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4 interesting facts about Arabic

4 Interesting Facts About Arabic That You Probably Didn’t Know

Arabic Language is gaining grounds on several social media platforms and is quickly

becoming essential to the world of business. Of course, Arabic is known to be a rich language but that doesn’t mean that learning Arabic language has to be all that serious!

Here are few fun facts about Arabic that will encourage you to know more!

1. Arabic Language is inherently cursive

You probably know by now that Arabic Language has a few different rules in writing when

compared to most western languages. For one, Arabic is written from the right to the left.

Not only that, but written Arabic is inherently cursive. That means that you can’t form

coherent words and sentences from separated Arabic letters. Rather, the letters are conjoined to the ones before and after them. All except a few letters including the letter “waw” و. It’s also worth mentioning that the letter و can be used on its own to mean “and”.

2. Arabic Language is breathtakingly complex!

If you consider the following example, it may seem like it’s the repetition of the same word

several times consecutively. However, on closer inspection, you can learn that only two of

those five repetition of the "من" share the same meaning, while each of the others carry an entirely different meaning!

مَنْ مَنَّ مِنْ مَنٍّ مَنَّ اللهُ عليهِ

Depending on the diacritics, the word can be a question word, a verb in the past tense with

meaning “to give”, or a noun with the meaning “gifts”.

The phrase roughly translates to: whoever gives from an offering/gift is rewarded by God’s

gracious gifts.

3. Spoken Arabic isn’t the same everywhere… It has dialects

While the formal Arabic Language is the same everywhere, the spoken form is going to vary

significantly from one region to the other. For instance, the Arabic spoken in the streets in Egypt is different that that spoken in Saudi Arabia or Jordan. Here are the broad classifications of Arabian dialects. Just keep in mind that within each main category, variations are still possible… it can even vary within the same country!

  • Levantine Arabic: spoken by over 30 million native tongues in Syria, Lebanon, Palestine and Jordan

  • Gulf Arabic: spoken by around 7 million native tongues in the Gulf region.

  • Egyptian Arabic: also known as the colloquial Arabic or Masri مصري in relation to Egypt’s name in the Arabic Language (مصر)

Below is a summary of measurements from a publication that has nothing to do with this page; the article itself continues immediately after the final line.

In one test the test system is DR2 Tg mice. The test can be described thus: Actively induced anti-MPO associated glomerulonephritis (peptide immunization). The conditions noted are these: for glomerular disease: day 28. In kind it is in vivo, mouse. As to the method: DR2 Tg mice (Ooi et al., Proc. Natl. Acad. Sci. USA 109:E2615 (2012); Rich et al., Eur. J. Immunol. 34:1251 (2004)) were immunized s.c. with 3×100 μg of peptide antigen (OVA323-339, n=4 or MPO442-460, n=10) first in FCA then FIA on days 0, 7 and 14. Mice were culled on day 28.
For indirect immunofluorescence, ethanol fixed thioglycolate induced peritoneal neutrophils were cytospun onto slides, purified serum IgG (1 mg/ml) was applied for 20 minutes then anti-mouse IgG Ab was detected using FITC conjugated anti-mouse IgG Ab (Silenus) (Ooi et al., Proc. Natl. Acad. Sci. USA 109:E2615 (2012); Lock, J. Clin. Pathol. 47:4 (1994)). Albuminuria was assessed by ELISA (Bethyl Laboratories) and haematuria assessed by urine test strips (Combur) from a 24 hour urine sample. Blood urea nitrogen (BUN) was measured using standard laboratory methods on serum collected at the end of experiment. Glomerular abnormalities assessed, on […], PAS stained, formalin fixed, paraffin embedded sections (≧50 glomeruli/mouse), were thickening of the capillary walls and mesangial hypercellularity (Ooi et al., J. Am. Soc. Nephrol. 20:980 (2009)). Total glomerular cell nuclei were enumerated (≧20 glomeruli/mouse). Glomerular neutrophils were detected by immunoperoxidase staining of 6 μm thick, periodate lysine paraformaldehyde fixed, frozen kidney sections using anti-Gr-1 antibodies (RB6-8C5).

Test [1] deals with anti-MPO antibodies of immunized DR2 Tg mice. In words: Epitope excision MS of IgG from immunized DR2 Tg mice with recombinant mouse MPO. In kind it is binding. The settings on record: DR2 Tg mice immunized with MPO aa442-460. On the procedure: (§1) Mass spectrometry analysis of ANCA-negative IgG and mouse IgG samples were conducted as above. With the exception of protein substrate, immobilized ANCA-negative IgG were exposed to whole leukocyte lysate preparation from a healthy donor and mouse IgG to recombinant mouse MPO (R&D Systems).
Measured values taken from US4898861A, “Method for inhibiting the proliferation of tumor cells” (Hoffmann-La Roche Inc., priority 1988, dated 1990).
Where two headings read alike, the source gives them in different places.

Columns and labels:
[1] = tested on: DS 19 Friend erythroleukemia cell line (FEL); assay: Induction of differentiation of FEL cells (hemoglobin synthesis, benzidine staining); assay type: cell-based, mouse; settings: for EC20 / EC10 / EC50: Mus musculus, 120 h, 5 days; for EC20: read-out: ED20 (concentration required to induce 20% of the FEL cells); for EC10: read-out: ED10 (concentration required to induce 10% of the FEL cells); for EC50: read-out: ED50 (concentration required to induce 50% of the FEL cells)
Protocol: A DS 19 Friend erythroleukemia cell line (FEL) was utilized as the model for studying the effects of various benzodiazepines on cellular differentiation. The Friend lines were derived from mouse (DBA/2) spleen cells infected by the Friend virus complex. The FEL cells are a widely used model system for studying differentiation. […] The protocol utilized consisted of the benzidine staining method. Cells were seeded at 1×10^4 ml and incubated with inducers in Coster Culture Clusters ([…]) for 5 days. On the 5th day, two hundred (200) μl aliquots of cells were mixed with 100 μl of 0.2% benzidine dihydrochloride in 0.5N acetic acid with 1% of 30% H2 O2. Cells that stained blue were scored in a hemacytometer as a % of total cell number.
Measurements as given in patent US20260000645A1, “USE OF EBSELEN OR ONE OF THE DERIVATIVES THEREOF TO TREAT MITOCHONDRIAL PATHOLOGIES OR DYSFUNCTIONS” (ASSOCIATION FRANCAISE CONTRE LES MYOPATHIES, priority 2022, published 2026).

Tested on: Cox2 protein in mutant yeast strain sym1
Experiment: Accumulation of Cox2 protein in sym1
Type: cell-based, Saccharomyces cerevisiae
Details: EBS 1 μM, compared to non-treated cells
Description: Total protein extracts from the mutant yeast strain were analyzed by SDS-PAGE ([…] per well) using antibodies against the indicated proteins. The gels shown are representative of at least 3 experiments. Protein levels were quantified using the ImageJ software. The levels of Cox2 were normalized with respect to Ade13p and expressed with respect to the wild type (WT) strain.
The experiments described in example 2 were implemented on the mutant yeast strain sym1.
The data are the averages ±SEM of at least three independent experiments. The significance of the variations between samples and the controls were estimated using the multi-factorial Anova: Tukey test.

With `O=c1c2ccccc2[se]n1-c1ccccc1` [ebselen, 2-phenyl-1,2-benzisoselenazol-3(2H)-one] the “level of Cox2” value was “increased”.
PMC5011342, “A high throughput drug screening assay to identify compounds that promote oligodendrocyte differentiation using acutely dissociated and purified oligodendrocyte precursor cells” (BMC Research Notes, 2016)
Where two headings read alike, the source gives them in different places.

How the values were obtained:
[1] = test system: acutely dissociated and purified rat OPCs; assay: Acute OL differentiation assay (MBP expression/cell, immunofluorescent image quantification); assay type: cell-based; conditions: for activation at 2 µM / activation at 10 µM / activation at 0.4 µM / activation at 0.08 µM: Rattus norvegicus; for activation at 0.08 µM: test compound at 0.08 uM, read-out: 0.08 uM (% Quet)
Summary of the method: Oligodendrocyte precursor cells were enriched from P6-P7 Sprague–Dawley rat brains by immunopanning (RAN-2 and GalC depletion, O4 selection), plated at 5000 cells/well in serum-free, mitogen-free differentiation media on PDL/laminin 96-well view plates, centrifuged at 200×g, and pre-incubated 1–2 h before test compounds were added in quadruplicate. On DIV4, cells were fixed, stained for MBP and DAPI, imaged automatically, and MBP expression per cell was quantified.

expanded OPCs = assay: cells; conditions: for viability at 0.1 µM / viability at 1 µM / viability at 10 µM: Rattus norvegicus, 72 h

4. Friendship has layers in Arabic language

You know how there are certain words that you can use to express your bond with someone

especial? Like bro, mate, or homie. The issue is that, sometimes, you feel like the word is too

generalised or generic and doesn’t do justice to describe your friendship. Maybe you’ll even

end up having to use adjectives to add emphasis. Like saying "best friends". Maybe it’s quite

the opposite and you feel like the word is too strong for casual companionship. Well, when using the Arabic Language, you’ll never feel at loss when trying to express a very certain type of bond between you and one of your friends.

  • Sadiq صديق The basic or generic word for friendship.

  • Samer سامر A friend with whom you share nighttime talks.

  • Anees أنيس A friend with whom you find warmth and amiability.

  • Nagee نجي A friend who can understand your silence.

  • Nadeem نديم A friend with whom you can enjoy a drink.

  • Rafeeq رفيق A companion on a journey or path.

  • Sahib صاحب A close friend.

  • Khalil خليل An even closer friend!

  • Zameel زميل A colleague in education or work.

  • Tirb تِرب A peer of the same age.

  • Jalees جليس A friend whom you hang out with often.

  • Safi صفي a friend that you chose over all others.

So here is yet another encouraging reason to start learning Arabic Language… you’ll be able

to tell your friend that you chose their friendship over all else in only a single word!

Check out Ibn Jabal Institute's latest courses at

Our Level 1 intensive Arabic course is equivalent to the first year of an Arabic degree! And it's been running for over 20 years now!

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